As part of their assignments, students gave a presentation on a selected case study of either an important information repository, such as the Library of Alexandria, the Venetian Archives or the Library of Congress, or influential figure, such as Edward Edwards or Andrew Carnegie. A final research paper brought together the students’ understanding of their future profession’s past. Paper topics ranged from “Aristotle’s Library: On Preservation and Information Control” to “Leibnizian Conceptions of the Ideal Library” to “Queer Archives as Agents of Change and Responses to Oppression.”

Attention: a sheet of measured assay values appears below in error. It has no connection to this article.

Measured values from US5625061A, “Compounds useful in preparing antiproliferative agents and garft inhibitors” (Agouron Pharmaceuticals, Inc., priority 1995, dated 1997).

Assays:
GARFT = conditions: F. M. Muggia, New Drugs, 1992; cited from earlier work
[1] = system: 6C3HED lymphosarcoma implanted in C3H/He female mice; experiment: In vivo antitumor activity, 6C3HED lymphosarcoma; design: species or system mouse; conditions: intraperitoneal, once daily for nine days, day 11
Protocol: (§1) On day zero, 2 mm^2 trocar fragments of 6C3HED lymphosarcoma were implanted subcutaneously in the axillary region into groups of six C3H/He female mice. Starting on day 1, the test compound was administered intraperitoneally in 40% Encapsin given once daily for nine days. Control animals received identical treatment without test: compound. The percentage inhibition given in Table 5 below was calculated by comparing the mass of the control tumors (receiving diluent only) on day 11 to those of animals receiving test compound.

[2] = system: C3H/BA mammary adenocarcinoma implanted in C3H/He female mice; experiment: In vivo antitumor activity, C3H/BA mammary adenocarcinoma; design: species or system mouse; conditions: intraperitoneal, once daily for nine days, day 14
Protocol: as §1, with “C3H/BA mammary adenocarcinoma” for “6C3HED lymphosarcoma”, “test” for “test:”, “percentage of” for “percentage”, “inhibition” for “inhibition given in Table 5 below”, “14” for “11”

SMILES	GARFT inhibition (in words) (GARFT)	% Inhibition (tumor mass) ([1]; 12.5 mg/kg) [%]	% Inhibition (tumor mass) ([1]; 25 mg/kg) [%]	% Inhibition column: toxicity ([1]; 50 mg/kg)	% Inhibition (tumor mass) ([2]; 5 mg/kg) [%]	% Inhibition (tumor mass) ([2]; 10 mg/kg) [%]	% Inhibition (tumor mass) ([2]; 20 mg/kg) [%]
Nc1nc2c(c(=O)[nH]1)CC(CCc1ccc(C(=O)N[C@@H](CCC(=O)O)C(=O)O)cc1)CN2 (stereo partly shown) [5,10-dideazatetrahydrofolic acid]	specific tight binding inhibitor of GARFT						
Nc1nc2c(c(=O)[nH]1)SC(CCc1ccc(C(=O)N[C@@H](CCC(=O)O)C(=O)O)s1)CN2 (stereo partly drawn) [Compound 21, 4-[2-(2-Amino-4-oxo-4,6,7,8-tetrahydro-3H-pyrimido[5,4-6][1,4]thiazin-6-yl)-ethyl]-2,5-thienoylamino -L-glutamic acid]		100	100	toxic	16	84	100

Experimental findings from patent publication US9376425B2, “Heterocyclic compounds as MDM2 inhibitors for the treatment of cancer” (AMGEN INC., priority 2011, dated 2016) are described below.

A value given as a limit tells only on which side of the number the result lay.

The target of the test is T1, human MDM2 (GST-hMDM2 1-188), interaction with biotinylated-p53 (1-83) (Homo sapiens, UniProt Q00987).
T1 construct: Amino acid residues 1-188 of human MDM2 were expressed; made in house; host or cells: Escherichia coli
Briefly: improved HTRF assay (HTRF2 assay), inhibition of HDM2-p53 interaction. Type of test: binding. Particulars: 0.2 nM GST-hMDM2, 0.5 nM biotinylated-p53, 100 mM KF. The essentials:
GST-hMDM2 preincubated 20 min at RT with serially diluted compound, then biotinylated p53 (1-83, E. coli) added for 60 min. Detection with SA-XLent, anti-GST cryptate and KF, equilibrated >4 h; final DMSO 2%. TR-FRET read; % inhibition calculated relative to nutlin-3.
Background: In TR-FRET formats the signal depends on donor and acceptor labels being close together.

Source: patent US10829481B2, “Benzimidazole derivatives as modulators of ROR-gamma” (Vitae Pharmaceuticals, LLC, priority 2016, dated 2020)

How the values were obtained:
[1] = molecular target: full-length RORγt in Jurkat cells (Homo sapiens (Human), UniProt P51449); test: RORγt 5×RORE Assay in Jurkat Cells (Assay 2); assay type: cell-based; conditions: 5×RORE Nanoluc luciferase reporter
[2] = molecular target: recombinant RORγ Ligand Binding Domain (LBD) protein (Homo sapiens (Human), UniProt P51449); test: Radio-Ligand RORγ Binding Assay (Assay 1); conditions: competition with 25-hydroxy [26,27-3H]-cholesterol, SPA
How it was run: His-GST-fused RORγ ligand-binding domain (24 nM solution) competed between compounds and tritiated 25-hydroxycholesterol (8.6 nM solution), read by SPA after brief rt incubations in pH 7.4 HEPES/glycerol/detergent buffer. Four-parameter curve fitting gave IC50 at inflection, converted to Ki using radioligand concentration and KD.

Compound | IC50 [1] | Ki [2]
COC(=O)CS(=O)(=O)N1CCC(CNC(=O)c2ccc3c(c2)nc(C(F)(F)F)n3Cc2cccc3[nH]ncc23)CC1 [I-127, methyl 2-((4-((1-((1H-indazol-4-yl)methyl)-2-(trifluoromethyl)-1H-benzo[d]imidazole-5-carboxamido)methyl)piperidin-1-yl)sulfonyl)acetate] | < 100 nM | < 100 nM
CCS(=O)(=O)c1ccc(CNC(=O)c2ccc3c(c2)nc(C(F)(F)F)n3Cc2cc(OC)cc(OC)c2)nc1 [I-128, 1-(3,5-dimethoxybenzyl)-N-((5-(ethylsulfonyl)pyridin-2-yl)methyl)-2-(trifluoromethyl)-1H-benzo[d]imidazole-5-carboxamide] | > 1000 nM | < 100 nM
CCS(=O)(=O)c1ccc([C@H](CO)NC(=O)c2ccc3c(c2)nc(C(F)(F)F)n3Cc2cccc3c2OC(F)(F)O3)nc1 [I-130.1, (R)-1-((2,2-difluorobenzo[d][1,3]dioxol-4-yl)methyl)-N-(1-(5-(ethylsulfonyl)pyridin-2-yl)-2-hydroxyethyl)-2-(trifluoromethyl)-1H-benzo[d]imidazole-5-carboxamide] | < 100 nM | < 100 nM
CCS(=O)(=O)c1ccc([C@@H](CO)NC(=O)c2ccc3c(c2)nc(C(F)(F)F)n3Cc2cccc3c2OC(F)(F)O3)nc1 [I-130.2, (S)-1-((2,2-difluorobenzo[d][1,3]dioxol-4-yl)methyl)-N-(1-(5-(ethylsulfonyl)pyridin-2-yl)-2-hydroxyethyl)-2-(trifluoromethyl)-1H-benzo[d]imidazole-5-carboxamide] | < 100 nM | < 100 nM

Two students examine a cuneiform tablet.

While working with rare books and archival materials, students were frequently asked to research and briefly present on pulled collection items. These group project-based in-class assignments, which involved searching for and researching collection materials online, introduced students to the structure of rare book related catalog records and archival finding aids. Engaging students with primary source research methodology gave occasion to discuss the workings of a special collections department, which ultimately proved to be the ideal setting for teaching a course on library and archives history.